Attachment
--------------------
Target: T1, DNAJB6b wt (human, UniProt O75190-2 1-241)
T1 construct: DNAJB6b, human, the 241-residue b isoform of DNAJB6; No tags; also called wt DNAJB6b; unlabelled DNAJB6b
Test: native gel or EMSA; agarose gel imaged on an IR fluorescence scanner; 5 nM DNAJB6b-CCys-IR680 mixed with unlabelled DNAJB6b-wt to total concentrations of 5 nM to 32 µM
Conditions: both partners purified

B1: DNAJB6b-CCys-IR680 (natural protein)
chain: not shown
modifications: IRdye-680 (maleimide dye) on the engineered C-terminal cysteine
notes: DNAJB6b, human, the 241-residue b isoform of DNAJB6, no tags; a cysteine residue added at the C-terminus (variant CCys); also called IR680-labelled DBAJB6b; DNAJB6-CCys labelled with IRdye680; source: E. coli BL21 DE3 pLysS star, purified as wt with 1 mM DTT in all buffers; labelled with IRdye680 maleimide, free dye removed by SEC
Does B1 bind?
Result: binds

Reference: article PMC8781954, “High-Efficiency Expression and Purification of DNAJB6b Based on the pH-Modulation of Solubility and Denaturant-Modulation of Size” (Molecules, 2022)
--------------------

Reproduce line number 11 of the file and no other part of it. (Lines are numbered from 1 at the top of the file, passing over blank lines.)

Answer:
Reference: article PMC8781954, “High-Efficiency Expression and Purification of DNAJB6b Based on the pH-Modulation of Solubility and Denaturant-Modulation of Size” (Molecules, 2022)